With the end of my first month at PCAF, I feel called to say thank you – thank you to PCAF’s Board of Directors for putting their faith and trust in me and to PCAF’s staff and community for the very warm welcome. I look forward to getting to know Tacoma.
The first cases of what became known as HIV were reported when I was 10 years old. When I started coming out as a teenager, I experienced both the stigma of being gay and the stigma relating HIV to gay men. The virus has been a part of my life since then – in the communities I live in, the relationships I have, and in the volunteer and professional work I engage in.
For the past 16 years, my involvement in HIV has led me to many different corners of the work in volunteer, nonprofit and government settings: as a participant in HIV vaccine and prevention research studies, as a member and leader of various research community advisory boards, as a graduate of several leadership institutes, as an outreach worker, a technical assistance and training provider, a grant writer and reviewer, a conference planner, and much more. What I have learned from these experiences has been invaluable – most importantly in having built a foundation of compassion and justice into my leadership.
I’m thrilled and humbled to be in service to the clients, staff and community of Pierce County AIDS Foundation, and excited to put my skills and experiences to work for you.
I bring a commitment to social justice approaches, to working at the intersections of race, class, gender, sexual orientation, faith, viral status and other categories. I have a strong belief in community engagement and leadership development, and I ground myself in a values-based approach based on compassion, justice, and love in action. After only a few weeks here at PCAF, I can tell I am in alignment with the organization and its values.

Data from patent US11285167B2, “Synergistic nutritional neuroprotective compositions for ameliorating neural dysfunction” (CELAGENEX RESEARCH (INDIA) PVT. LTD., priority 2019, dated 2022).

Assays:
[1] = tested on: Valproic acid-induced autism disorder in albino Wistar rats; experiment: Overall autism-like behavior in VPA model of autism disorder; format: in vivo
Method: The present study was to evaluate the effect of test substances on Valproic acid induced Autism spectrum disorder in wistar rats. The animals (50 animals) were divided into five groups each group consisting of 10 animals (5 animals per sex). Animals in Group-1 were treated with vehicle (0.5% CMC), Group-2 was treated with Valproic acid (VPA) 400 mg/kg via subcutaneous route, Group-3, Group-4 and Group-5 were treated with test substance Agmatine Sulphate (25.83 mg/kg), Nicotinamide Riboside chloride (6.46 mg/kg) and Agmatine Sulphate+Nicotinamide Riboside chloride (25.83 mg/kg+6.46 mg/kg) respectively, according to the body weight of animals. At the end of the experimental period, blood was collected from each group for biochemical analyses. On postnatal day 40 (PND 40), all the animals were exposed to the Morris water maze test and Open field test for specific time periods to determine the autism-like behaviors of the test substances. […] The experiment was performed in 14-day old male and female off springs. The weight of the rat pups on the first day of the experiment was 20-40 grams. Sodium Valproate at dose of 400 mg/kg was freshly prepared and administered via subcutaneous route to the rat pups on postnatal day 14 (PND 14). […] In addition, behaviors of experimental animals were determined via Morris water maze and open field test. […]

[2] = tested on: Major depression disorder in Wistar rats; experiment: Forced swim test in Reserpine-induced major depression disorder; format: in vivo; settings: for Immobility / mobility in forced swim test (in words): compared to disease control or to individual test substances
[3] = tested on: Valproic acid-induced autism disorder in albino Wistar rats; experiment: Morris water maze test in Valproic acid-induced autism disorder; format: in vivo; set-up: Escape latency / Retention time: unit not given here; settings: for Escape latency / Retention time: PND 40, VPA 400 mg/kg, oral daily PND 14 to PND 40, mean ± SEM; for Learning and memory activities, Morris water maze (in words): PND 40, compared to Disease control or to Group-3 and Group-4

We still have a lot of work to do. PCAF’s continued success is about all of us working together to end this epidemic. It’s about showing how prevention and care can be effectively integrated. It’s about developing staff to be recognized national leaders in their field. It’s about building sustainable funding models for the work. It’s about combatting stigma on every level. Most importantly, it’s about ensuring that the people we serve live full, healthy lives no matter their viral status or what life experiences they have had.
Our mission reads, Pierce County AIDS Foundation, through education and service, prevents HIV infection, assists persons affected by HIV/AIDS, addresses related health problems, and combats stigma and discrimination. For all those who support our mission, thank you. For all those impacted in some way by this disease, we are here for you. For those ready to join us in the work, welcome. When we get to the end, with no new infections, with all those living with HIV disease getting the care they need, and with stigma eradicated, we can look back together and say, “we did it”.